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A brief review of Race Rules would read something like this: No shit. Michael Eric Dyson’s latest collection of off-the-cuff ruminations is the best case yet against the acclaimed cadre of academics deemed “public intellectuals.” At a point when black communities are bending under the weight of deindustrialized cities, privatized prisons, AIDS, and a generally anti-minority political climate, a handful of spokesmodels with Ph.D.s have made a cottage industry of eloquent restatements of the obviousunveiling to a mystified public that race “matters,” “rules,” etc. Dyson’s public intellectual status is bolstered by both his academic and ghetto credentials (the dust jacket describes him as a “former welfare father, ordained Baptist minister, and Princeton Ph.D.”).
It’s been said that megacorporate industries like music and publishing can only understand the world in derivative termsthat is, what will sell is always based upon what’s already sold. That theory might explain why Dyson’s collection is so similarly titled to Cornel West’s best-selling primer, Race Matters. And like West’s book, it comes up short in the areas of new analysis and a prescription for what is to be done after we’ve finished describing the nature of our problems. It’s not that Dyson is untalented per se; he’s just guilty of writing a book that is mostly irrelevant and about as original as the average R&B ballad.
His essay on the state of black leadership is the book’s sole saving grace. The piece contains thoughtful, provocative analysis of the emergence of Colin Powell and Louis Farrakhan as the good cop-bad cop of the American racial landscape. But the fact that Dyson turns in a solitary gem only serves to highlight the fact that the other essays are slipshod bits of intellectual underachievement.
Race Rules is a bad book for reasons that are symptomatic of most public intellectuals. That is, it devotes more time to the public than to the intellectual part of the job. Dyson has penned three books in as many years, writing essays between a deluge of radio spots, lectures, and Oprah appearances. He appears to be utterly unacquainted with the footnote.
Speaking of the thorny issues surrounding the black church and sexuality, Dyson Kevorkians what could have been a decent essay. He rambles on at length about how the fervent style of worship favored by black churches is obliquely sexual, as preachers “seduce the audience onto God’s side,” and revel in the “orgasmic eruption of the congregation at the end of [a] sermon.” Later he relates this glittering example of pastor-flock relations:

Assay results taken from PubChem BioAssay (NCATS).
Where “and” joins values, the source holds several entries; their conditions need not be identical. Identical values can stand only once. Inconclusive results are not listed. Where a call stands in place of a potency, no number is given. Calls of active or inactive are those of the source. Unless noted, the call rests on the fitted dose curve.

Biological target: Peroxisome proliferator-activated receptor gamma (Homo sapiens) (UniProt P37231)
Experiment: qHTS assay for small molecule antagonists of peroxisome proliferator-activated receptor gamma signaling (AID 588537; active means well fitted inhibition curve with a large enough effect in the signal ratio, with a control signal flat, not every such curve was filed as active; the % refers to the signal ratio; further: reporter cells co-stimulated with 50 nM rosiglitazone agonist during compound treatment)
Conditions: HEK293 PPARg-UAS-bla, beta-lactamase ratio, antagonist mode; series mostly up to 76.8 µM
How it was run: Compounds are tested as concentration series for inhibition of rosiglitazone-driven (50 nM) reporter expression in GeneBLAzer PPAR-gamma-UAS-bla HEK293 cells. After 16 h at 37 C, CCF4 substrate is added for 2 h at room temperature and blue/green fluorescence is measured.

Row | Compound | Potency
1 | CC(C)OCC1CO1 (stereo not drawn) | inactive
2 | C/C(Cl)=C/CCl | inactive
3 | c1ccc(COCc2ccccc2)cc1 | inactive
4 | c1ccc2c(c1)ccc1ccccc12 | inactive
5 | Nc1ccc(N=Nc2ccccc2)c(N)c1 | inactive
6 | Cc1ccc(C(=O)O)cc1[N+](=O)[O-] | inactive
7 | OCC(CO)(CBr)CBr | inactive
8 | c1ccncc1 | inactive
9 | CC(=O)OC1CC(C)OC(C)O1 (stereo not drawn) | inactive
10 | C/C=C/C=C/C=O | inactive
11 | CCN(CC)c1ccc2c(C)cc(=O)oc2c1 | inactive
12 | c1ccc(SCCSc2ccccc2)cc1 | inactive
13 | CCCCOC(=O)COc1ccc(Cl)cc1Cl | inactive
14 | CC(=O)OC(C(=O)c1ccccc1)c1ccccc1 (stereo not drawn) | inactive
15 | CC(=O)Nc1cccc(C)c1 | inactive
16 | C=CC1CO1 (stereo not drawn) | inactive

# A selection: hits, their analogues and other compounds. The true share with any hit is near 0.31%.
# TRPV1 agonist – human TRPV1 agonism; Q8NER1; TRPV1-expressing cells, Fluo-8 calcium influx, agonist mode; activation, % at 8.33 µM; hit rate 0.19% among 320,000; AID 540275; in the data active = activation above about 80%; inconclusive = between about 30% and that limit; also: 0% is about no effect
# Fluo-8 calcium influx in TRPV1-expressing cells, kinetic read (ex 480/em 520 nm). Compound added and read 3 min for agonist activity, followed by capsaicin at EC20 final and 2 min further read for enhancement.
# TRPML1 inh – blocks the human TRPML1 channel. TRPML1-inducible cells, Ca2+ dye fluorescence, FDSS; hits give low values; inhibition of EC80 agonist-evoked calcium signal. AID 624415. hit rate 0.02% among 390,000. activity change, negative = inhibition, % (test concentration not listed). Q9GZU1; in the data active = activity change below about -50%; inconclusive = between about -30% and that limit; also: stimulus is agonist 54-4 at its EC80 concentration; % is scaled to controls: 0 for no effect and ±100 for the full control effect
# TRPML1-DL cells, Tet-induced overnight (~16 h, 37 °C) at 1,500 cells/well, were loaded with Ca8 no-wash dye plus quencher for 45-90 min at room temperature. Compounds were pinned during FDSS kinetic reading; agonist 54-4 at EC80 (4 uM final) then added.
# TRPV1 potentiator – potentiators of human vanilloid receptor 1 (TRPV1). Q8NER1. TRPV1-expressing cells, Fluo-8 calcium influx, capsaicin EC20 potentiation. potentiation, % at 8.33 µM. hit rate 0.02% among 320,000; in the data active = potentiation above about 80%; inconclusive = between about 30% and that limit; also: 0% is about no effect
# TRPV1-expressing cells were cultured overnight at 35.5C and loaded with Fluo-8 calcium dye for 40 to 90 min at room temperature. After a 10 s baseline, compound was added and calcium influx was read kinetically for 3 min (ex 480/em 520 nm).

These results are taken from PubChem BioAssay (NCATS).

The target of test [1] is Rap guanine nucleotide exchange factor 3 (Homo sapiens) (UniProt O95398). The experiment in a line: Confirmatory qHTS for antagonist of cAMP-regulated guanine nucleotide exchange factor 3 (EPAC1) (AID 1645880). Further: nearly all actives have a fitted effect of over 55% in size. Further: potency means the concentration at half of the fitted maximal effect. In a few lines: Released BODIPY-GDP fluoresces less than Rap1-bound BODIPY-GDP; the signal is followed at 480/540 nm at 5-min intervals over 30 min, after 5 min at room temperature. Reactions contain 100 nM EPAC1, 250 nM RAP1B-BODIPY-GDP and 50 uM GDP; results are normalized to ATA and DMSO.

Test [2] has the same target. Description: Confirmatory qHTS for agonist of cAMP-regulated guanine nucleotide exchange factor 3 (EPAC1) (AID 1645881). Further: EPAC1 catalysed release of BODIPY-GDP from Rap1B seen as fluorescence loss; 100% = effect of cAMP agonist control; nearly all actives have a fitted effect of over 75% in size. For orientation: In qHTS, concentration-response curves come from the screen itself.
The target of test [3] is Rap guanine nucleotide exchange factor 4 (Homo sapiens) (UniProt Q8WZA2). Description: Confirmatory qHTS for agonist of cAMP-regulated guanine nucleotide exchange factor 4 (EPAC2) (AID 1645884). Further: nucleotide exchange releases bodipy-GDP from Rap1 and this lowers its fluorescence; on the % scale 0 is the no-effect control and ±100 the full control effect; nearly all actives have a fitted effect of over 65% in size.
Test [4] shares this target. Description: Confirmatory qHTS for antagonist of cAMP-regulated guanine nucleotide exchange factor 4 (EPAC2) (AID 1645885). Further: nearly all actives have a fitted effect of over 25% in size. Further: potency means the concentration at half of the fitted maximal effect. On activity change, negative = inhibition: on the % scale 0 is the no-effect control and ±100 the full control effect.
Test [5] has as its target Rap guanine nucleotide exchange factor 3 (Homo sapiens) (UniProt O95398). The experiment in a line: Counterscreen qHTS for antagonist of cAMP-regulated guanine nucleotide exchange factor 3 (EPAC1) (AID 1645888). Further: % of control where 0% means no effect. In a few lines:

“[B]efore I could protest, she was out of her blouse. Next her bra fell to the floor! The queenly, regal pose she struck, part Pam Grier and part British royalty, made me feel like a lowly subject. And gawking at the sheer magnificence of her breasts, I was glad to be in her majesty’s service. We groped each other like high-school teens stranded in a hormonal storm.”
Is it me or does Dyson sound like he’s been ghostwriting Harlequin romances? The essays are unbelievably long, averaging 40 stream-of-consciousness pages each. Dyson also sounds as if he has never met an opinion he didn’t like. Its hard to actually criticize his arguments because, for the most part, he doesn’t have any. Or, at least, they’re so thoroughly camouflaged by his attempts to agree with both sides at once that figuring out what he thinks is about as easy as reading Braille Sanskrit.
At other points he offers bits of wisdom that are completely unintelligible. Speaking of O.J., he notes that the case displays three usages of race common in America:
“The three…I have in mind are race as context, race as subtext, and race as pretext. Race as context helps us to understand the facts of race and racism in our society. Race as a subtext helps us to understand the forms of race and racism in our culture. And race as pretext helps us to understand the function of race and racism in America.”
What? Dyson sounds like a dyslexic ex-speechwriter for Jesse Jackson.
Listing Race Rules’ banalities, clichés, and plain silly statements would almost be equivalent to reprinting the book. The tragedy of volumes like this is twofold. First, they’re increasingly common, meaning that writers with talent are succumbing to the pressure to crank out books regardless of how premature and malnourished the end product might be. Second, black consumers are less and less likely to get what they pay for when they purchase books. In the final analysis, race is much too important an issue in the daily lives of millions of people for talented thinkers to churn out volumes of large-print afterthoughts simply because fluff sells. Or, as historian Darryl Scott put it, “A mind is a terrible thing to waste.” CP